Mexican lawmakers unite behind 7-year-old
MEXICO CITY — Seven-year-old Saul Arellano fidgeted with his lucha libre wrestling toys Tuesday as he walked through the halls of Mexico’s Congress. Alongside him was the small retinue of U.S. activists who have helped make him a cause celebre of the immigration debate on both sides of the border.
The shy but persuasive U.S.-born son of a Mexican immigrant told his story to legislators in spare, American-accented Spanish.
“It’s hard to talk to a 7-year-old,” said Congressman Edmundo Ramirez. “But he’s made it clear he doesn’t want to be separated from his mother . There are millions of undocumented families in the United States that are in the same position.”
On Tuesday, the child lobbyist persuaded the factions in Mexico’s divided Congress to unite behind his plea: They voted unanimously to ask the U.S. government not to deport his mother, Elvira, an illegal immigrant holed up in a Chicago church.
The saga of “Little Saul” (Saulito in Spanish) has captivated Mexico since he arrived here Sunday on a mission to draw attention to the plight of thousands of Latino families who could be divided by stricter enforcement of U.S. immigration laws.
Interviewed Tuesday morning in the Televisa studio by Carlos Loret de Mola, one of Mexico’s most famous TV personalities, Saul offered the poignant image of a child far away from home. His small body barely filled the swivel chair. He looked like he wanted to be anywhere else.
“Do you feel a little bit Mexican?” Loret de Mola asked.
“I don’t know,” the boy answered in Spanish. No se.
“How did you learn Spanish?”
“I don’t know.”
When Loret de Mola asked Saul whether he wanted to live in Mexico, the boy answered simply, “No.”
“Because over there in Chicago is where my school is, my friends,” the boy said.
Saul’s visits with Mexican lawmakers are the latest chapter in a story that began with Elvira’s illegal border crossing and move to Washington state, where she gave birth to Saul. She later settled in Chicago, where she received a deportation order by mail three months ago.
In Chicago, New York and other U.S. cities, a growing “sanctuary” movement seeking to protect illegal immigrants from deportation has made Saulito and his mother its poster family.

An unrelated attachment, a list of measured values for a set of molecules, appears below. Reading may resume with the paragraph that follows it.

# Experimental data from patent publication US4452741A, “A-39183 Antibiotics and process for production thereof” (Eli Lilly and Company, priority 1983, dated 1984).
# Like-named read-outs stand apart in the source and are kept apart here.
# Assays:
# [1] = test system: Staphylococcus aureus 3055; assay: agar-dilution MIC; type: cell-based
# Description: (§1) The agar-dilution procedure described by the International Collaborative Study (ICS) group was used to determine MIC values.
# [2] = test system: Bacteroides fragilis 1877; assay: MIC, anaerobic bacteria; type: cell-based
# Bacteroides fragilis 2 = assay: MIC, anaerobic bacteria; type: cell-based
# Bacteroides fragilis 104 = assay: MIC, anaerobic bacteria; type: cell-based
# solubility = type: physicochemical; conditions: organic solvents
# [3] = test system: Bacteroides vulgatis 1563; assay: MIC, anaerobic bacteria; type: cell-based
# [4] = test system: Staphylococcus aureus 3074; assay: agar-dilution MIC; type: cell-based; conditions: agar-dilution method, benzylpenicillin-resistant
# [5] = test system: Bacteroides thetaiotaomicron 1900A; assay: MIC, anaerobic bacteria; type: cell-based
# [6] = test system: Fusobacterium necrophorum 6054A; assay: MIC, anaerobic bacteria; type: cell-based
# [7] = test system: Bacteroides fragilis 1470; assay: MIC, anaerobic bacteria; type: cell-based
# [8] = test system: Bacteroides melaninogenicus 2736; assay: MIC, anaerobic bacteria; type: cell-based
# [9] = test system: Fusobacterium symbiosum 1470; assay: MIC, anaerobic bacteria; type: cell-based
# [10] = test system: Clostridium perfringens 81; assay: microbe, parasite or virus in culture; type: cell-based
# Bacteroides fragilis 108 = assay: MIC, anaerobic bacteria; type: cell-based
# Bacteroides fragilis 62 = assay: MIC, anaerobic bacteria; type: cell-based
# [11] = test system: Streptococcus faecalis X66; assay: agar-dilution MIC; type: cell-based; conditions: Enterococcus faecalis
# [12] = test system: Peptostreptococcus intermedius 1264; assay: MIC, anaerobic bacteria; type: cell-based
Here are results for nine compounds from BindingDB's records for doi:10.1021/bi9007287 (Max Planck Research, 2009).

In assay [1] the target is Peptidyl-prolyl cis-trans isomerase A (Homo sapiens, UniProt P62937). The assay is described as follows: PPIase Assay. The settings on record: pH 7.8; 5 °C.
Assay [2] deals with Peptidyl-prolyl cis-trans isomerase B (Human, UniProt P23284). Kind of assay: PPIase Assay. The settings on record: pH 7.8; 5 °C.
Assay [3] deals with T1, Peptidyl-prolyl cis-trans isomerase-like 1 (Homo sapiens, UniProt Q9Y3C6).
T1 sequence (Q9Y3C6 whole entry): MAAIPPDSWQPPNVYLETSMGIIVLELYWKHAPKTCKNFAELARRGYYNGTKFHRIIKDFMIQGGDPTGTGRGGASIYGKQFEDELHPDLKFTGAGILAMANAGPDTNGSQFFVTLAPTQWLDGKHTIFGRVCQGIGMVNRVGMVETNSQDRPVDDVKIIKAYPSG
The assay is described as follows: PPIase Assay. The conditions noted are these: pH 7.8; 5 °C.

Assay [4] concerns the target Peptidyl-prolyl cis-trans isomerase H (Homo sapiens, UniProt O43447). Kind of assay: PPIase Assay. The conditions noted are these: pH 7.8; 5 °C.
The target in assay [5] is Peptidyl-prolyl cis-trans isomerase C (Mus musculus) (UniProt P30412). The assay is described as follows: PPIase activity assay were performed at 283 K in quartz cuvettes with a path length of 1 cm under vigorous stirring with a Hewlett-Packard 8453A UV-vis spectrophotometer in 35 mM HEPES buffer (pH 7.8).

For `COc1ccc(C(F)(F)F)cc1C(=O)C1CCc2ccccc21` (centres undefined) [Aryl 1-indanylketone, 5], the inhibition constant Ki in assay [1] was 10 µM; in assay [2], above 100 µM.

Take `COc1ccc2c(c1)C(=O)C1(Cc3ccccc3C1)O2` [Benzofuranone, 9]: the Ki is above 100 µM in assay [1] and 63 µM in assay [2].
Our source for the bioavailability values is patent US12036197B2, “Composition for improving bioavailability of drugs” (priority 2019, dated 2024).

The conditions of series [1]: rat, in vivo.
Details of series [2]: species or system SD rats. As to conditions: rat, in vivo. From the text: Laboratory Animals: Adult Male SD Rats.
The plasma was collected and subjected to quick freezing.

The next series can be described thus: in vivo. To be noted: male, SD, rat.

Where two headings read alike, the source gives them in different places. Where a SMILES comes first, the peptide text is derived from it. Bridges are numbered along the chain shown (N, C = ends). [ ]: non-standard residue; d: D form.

The Arellanos are living above the rough-hewn wooden benches of Adalberto United Methodist Church, a storefront in a Puerto Rican neighborhood on Chicago’s West Side. Between services, the front doors are usually padlocked.
“This is a fight we won’t give up on,” Elvira, a 31-year-old single mother, said in Spanish. “My son is an American citizen, and he deserves to have his mother by his side.”
There are at least 3.1 million children like Saul in the United States, with one or more parents in the country illegally, according to a 2006 report released by the Pew Hispanic Center.
Arellano said her trouble began in December 2001 when she was arrested and later convicted of fraudulently using a Social Security number to land a job with a cleaning crew at O’Hare International Airport.
After several extensions that allowed her to stay, and a failed legal appeal, she was told to report for deportation proceedings on Aug. 15.
“I could have run, taken Saulito to another town, found another Social Security number and another job,” Elvira said. “I got tired of running and hiding. I wanted a better life for us, even if it meant that we’d both have to make sacrifices.”
A somber boy who dreams of becoming a firefighter, Saul has traveled to Los Angeles, visited the White House twice to deliver letters to President Bush and spoken at public rallies in Chicago.
Elvira, meanwhile, has tried to make the tiny space where she lives with her son homey. Lace curtains hang over the one small window, which looks out onto a brick wall.
The pressure has taken its toll on her son, she said. Saulito has broken out in hives from stress and is seeing a therapist once a week to deal with nightmares of his mother being dragged out of the church.
“Some people have said I’m asking too much of Saulito,” Elvira said. “But he wants to do this. He wants to fight this as much as I do.”
On Tuesday morning, Elvira rolled out of bed, slipped on a T-shirt that reads “Who would Jesus deport?” and wandered out to a living room covered in protest posters and handwritten letters from supporters around the country.
Since her son left on his latest tour, she’s talked to him every day by phone. Saul tells his mother he wants to come back home to Chicago. And he’s afraid that his mother will be deported if he isn’t there to protect her.
“He’s sad because he thinks he’s going to stay over there in Mexico,” Elvira said. “As soon as he got there, he told me he didn’t like it. He wants to come home, but at the same time he’s happy because he knows that he’s doing something to help me.”
Upon hearing of the vote Tuesday in the Mexican Congress, Elvira joined several friends and congregation members in the church’s cramped kitchen to celebrate with grape juice and a prayer.
“We want to thank you, God, that three parties that can’t agree on anything can agree that a mother and her child should not be separated,” said family friend and associate pastor Beti Guevara. Then the group raised its glasses and cheered: “To Saulito! Our lobbyist!”
Tobar reported from Mexico City and Huffstutter from Chicago. Carlos Martínez and Cecilia Sánchez of The Times’ Mexico City Bureau contributed to this report.
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